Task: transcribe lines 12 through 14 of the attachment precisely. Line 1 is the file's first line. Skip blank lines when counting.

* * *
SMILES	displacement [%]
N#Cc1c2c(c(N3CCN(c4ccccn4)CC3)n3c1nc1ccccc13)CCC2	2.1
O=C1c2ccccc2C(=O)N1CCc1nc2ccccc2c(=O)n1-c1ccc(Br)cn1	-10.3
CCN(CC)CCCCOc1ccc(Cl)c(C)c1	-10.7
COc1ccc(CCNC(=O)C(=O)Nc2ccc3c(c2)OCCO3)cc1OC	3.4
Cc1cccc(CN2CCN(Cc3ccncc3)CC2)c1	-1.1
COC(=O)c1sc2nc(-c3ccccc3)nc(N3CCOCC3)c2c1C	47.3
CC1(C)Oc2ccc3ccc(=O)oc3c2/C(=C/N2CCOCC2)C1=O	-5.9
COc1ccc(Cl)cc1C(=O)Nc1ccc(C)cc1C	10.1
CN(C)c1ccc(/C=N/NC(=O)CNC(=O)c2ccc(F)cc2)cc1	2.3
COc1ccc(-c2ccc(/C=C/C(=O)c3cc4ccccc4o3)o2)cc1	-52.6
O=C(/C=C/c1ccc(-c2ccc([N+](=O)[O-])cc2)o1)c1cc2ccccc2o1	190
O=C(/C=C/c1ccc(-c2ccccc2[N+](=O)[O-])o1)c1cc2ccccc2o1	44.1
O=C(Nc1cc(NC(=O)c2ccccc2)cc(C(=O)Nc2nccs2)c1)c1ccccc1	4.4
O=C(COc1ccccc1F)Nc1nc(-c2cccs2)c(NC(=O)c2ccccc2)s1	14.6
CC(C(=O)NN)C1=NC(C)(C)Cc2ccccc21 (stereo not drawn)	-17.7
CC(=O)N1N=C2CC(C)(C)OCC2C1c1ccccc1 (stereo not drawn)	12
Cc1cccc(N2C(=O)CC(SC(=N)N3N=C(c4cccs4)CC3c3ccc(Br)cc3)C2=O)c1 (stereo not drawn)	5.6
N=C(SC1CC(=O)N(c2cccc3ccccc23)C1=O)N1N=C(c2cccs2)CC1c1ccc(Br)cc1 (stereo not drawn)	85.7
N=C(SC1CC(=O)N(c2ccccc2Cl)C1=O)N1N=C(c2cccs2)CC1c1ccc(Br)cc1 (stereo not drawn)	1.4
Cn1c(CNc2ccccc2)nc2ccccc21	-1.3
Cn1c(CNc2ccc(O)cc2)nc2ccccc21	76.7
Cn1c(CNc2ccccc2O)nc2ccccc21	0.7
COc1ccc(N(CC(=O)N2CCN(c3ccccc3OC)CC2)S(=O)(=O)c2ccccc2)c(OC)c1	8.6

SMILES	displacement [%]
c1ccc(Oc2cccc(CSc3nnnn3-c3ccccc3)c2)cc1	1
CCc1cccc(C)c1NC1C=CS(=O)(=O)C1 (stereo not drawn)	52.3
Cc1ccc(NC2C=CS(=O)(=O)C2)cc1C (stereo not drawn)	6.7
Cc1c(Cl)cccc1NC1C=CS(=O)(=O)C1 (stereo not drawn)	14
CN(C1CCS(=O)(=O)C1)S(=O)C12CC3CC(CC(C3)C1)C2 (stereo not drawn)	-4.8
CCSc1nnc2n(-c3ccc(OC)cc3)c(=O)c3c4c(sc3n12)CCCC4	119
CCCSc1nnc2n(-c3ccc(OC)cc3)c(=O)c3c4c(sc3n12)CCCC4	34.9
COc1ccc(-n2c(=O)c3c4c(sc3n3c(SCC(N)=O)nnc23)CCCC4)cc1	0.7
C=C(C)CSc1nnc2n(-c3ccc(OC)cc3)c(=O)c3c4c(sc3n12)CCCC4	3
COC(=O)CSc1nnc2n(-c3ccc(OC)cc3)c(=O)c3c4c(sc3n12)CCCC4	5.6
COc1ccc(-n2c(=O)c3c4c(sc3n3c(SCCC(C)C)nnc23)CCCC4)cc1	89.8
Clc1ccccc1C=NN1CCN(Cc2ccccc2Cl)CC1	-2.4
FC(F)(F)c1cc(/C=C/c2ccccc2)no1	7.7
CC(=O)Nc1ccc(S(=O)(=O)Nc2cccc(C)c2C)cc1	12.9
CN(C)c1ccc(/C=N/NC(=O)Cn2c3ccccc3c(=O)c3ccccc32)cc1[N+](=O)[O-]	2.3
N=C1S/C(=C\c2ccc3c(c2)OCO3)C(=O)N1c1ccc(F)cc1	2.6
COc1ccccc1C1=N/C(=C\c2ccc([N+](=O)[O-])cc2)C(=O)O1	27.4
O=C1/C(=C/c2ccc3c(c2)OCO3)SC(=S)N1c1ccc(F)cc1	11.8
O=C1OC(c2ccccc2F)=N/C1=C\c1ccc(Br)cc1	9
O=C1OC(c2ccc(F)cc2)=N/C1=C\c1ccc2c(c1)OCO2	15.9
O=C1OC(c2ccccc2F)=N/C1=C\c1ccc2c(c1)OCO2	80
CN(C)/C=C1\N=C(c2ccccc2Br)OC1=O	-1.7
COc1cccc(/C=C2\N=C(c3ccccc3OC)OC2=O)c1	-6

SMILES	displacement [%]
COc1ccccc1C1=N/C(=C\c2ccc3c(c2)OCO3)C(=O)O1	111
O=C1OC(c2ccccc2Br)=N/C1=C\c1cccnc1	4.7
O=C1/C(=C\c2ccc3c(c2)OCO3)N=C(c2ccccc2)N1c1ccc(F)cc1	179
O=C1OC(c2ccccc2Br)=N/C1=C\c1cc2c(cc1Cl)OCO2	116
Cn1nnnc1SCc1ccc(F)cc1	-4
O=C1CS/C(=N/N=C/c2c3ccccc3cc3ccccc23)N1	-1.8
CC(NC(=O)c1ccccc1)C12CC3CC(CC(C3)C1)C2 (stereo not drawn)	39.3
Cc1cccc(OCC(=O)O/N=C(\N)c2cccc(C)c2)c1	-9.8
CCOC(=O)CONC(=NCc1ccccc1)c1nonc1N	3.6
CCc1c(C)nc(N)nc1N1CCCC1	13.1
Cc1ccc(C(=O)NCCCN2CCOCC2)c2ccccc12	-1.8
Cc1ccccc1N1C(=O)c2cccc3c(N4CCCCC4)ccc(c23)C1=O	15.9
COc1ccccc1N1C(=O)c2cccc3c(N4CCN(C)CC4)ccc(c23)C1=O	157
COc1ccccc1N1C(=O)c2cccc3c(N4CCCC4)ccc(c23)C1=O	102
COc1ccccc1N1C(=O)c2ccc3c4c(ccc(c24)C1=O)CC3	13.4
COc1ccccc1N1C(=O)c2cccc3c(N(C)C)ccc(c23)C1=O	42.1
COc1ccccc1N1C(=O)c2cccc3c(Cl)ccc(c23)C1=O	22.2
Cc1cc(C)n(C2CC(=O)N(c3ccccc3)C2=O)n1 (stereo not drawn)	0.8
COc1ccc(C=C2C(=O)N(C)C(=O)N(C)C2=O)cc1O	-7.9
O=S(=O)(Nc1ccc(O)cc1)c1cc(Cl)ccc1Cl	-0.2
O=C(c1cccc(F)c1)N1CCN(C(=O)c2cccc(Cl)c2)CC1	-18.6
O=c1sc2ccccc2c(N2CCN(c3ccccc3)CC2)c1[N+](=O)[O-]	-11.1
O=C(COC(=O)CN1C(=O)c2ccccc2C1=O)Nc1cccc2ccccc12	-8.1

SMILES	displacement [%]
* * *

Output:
O=C(/C=C/c1ccc(-c2ccc([N+](=O)[O-])cc2)o1)c1cc2ccccc2o1	190
O=C(/C=C/c1ccc(-c2ccccc2[N+](=O)[O-])o1)c1cc2ccccc2o1	44.1
O=C(Nc1cc(NC(=O)c2ccccc2)cc(C(=O)Nc2nccs2)c1)c1ccccc1	4.4